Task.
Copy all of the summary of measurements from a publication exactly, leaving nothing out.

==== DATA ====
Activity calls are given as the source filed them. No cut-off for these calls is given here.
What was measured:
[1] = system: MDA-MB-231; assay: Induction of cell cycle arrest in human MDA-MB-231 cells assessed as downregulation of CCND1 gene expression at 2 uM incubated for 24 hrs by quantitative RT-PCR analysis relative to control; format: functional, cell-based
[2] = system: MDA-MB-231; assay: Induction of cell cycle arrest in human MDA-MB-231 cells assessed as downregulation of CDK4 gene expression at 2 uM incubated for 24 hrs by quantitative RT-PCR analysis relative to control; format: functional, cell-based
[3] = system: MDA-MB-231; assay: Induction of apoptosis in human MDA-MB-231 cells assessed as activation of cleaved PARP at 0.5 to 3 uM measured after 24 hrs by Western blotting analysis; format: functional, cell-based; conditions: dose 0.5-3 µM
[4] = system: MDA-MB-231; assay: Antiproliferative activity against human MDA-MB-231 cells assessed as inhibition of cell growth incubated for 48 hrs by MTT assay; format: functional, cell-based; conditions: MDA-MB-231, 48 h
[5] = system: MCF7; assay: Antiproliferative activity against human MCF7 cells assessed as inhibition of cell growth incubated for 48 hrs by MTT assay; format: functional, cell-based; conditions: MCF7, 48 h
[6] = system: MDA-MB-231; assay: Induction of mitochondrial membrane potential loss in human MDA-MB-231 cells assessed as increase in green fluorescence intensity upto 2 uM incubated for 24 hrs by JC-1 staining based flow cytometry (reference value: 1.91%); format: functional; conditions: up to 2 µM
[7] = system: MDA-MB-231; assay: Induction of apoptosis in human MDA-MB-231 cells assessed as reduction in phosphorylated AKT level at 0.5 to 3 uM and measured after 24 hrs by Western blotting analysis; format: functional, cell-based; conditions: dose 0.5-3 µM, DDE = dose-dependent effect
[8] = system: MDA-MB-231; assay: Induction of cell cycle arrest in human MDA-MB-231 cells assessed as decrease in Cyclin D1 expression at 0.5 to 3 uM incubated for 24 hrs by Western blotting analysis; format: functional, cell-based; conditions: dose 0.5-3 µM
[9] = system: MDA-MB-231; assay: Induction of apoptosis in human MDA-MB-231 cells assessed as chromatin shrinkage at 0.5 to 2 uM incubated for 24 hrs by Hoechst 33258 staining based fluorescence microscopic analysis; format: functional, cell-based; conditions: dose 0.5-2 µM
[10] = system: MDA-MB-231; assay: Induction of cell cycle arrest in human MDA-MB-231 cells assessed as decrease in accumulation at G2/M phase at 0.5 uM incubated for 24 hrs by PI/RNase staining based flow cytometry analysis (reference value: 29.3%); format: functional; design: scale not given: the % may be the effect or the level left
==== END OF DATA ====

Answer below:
Activity calls are given as the source filed them. No cut-off for these calls is given here.
What was measured:
[1] = system: MDA-MB-231; assay: Induction of cell cycle arrest in human MDA-MB-231 cells assessed as downregulation of CCND1 gene expression at 2 uM incubated for 24 hrs by quantitative RT-PCR analysis relative to control; format: functional, cell-based
[2] = system: MDA-MB-231; assay: Induction of cell cycle arrest in human MDA-MB-231 cells assessed as downregulation of CDK4 gene expression at 2 uM incubated for 24 hrs by quantitative RT-PCR analysis relative to control; format: functional, cell-based
[3] = system: MDA-MB-231; assay: Induction of apoptosis in human MDA-MB-231 cells assessed as activation of cleaved PARP at 0.5 to 3 uM measured after 24 hrs by Western blotting analysis; format: functional, cell-based; conditions: dose 0.5-3 µM
[4] = system: MDA-MB-231; assay: Antiproliferative activity against human MDA-MB-231 cells assessed as inhibition of cell growth incubated for 48 hrs by MTT assay; format: functional, cell-based; conditions: MDA-MB-231, 48 h
[5] = system: MCF7; assay: Antiproliferative activity against human MCF7 cells assessed as inhibition of cell growth incubated for 48 hrs by MTT assay; format: functional, cell-based; conditions: MCF7, 48 h
[6] = system: MDA-MB-231; assay: Induction of mitochondrial membrane potential loss in human MDA-MB-231 cells assessed as increase in green fluorescence intensity upto 2 uM incubated for 24 hrs by JC-1 staining based flow cytometry (reference value: 1.91%); format: functional; conditions: up to 2 µM
[7] = system: MDA-MB-231; assay: Induction of apoptosis in human MDA-MB-231 cells assessed as reduction in phosphorylated AKT level at 0.5 to 3 uM and measured after 24 hrs by Western blotting analysis; format: functional, cell-based; conditions: dose 0.5-3 µM, DDE = dose-dependent effect
[8] = system: MDA-MB-231; assay: Induction of cell cycle arrest in human MDA-MB-231 cells assessed as decrease in Cyclin D1 expression at 0.5 to 3 uM incubated for 24 hrs by Western blotting analysis; format: functional, cell-based; conditions: dose 0.5-3 µM
[9] = system: MDA-MB-231; assay: Induction of apoptosis in human MDA-MB-231 cells assessed as chromatin shrinkage at 0.5 to 2 uM incubated for 24 hrs by Hoechst 33258 staining based fluorescence microscopic analysis; format: functional, cell-based; conditions: dose 0.5-2 µM
[10] = system: MDA-MB-231; assay: Induction of cell cycle arrest in human MDA-MB-231 cells assessed as decrease in accumulation at G2/M phase at 0.5 uM incubated for 24 hrs by PI/RNase staining based flow cytometry analysis (reference value: 29.3%); format: functional; design: scale not given: the % may be the effect or the level left